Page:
The tech in edtech: Let’s face it, most of us roll our eyes when we hear about the latest “AI+[insert sector]” or “blockchain+[insert sector]” company. Most of these companies do absolutely nothing with their buzzword tech. At this point, more often than not companies peddling AI aren’t talking about :the textbook definition referring to machine learning-driven algorithmic decision making systems. Read marketing-speak AI as a colloquial definition meaning anything that has a complex logic path, i.e. the same as “smart.”
Unfortunately for us, there are no word police in the tech industry (Well, almost none—it’s a lonely fight.). Marketing and sales people can walk around linking the latest buzzword with a product that has little to do with it. While there certainly is a lot of room for technology in classrooms, both real and virtual, it is hard to find much of it in publicly described use cases.
The Bytedance play: Bytedance, as a company specializing in developing AI systems, does actually have in-house tech that it can immediately apply to its edtech projects: behavior-driven predictive recommendation algorithms. At least two of their apps, Dubai Bei Danci and Tangyuan English, include content feeds similar to those found in Jinri Toutiao and Douyin/TikTok. Almost all of the giant’s education apps that don’t feature real people are also built with one of the most mature implementations of AI: natural language processing.
Tangyuan English, for example, has you learning spoken English via short and sometimes funny skits. After your virtual instructor, a pre-recorded video, gives you a line, you have to repeat it back. Based on how well you matched their database’s baseline for good pronunciation, your virtual instructor will react negatively or positively. When I tried it, there were a few instances where I was not able to move on because my pronunciation was slightly too far off from a Chinese English speaker, the dataset most English language learning NLP systems in China are trained on.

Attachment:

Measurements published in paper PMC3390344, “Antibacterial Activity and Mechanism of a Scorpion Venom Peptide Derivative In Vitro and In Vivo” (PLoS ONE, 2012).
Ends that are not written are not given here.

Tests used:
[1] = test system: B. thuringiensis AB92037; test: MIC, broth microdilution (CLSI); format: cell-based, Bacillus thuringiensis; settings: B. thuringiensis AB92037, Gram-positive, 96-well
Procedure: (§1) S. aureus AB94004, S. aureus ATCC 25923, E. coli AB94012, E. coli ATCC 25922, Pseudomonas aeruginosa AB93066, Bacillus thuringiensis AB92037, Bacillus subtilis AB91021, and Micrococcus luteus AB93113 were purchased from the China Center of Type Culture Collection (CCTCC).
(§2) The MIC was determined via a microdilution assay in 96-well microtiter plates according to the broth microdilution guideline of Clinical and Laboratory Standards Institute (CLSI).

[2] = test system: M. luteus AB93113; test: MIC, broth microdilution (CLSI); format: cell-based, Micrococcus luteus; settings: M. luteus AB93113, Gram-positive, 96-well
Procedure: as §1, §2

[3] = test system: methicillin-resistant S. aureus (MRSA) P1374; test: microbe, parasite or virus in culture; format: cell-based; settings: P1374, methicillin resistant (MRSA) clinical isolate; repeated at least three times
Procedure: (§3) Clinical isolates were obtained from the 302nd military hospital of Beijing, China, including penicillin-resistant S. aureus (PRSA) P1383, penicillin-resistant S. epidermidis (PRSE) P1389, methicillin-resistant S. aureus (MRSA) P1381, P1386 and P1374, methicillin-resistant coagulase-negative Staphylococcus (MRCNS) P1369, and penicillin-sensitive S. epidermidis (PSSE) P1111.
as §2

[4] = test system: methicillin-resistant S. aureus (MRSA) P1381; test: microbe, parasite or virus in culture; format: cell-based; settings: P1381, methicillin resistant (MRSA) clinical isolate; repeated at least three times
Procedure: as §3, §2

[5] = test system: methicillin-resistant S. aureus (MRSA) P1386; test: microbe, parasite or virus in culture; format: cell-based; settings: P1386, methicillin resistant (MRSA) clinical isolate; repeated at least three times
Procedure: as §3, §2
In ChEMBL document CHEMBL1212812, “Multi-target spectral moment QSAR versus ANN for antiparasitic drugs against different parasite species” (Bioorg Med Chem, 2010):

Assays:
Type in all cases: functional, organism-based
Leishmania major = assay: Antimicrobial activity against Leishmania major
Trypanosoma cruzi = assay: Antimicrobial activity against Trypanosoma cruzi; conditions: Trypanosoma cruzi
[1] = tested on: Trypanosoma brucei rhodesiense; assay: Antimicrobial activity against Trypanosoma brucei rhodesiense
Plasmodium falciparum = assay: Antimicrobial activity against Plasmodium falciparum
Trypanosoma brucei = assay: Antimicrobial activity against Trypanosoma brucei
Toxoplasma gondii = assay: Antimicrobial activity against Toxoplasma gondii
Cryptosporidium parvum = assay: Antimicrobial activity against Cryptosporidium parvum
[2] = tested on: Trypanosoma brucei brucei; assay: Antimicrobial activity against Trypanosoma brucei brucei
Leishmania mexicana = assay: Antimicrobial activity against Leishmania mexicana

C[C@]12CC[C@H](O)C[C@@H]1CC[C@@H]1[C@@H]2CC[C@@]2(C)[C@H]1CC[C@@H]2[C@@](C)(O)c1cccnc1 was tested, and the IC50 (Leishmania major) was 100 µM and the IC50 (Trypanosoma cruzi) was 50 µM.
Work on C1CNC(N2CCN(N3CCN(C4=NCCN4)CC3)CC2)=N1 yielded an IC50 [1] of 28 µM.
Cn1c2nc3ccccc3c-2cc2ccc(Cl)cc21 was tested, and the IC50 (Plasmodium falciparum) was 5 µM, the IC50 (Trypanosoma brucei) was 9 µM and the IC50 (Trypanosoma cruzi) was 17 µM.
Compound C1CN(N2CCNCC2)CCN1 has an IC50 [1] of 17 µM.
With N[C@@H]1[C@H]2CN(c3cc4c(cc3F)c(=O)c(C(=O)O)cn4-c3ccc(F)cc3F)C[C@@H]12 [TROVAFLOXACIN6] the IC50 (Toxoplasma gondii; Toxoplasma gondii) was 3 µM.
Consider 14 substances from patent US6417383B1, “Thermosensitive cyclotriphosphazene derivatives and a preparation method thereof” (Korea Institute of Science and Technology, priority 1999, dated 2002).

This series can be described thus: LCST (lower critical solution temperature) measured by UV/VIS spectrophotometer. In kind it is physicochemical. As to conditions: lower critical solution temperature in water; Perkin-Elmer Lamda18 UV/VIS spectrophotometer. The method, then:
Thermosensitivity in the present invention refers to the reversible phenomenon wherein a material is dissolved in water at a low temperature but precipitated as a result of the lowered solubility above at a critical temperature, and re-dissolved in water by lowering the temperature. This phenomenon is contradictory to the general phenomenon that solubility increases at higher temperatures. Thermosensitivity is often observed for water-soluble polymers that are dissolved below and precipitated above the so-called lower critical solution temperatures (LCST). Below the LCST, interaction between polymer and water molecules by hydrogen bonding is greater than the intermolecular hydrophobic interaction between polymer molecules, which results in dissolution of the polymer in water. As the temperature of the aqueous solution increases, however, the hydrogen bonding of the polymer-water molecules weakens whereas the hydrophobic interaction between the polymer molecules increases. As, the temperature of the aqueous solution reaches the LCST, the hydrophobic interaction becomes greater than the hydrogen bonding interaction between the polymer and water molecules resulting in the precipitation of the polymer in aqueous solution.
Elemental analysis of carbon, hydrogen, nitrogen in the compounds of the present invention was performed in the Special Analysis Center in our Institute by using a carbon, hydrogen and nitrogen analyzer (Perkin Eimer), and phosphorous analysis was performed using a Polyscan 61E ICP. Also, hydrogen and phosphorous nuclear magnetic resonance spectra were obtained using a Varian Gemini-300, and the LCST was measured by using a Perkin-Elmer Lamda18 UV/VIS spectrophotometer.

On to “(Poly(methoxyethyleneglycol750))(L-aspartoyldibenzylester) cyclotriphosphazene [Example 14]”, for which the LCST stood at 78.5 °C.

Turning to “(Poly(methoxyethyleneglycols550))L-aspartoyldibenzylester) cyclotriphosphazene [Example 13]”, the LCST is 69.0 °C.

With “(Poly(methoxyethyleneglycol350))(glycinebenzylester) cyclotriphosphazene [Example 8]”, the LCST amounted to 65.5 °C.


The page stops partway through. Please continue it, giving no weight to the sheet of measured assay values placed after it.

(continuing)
There is, of course, a lot of room for more sophisticated implementations of artificial intelligence: truly personalized programs and courses that adapt to the needs and learning style of the student. But the technology just isn’t ready to scale and there’s little evidence that Bytedance is exploring this currently. However, they may be the only company doing edtech that can legitimately claim to be using AI in their products.
Holding a bucket in a storm: To paraphrase a piece of economic wisdom, “edtech is recession proof.” The fact that one-on-one tutoring has taken a hit recently (a la Vipkid and Bytedance’s Aikid/Gogokid) doesn’t mean we’re seeing a downturn in the edtech vertical. Rather, they were a combination of over-specialization, poor management, and tightened regulations. Edtech is a huge space and there’s a lot of opportunity inside and outside the app economy. Bytedance is the best placed 2C company to actually apply real technology to education.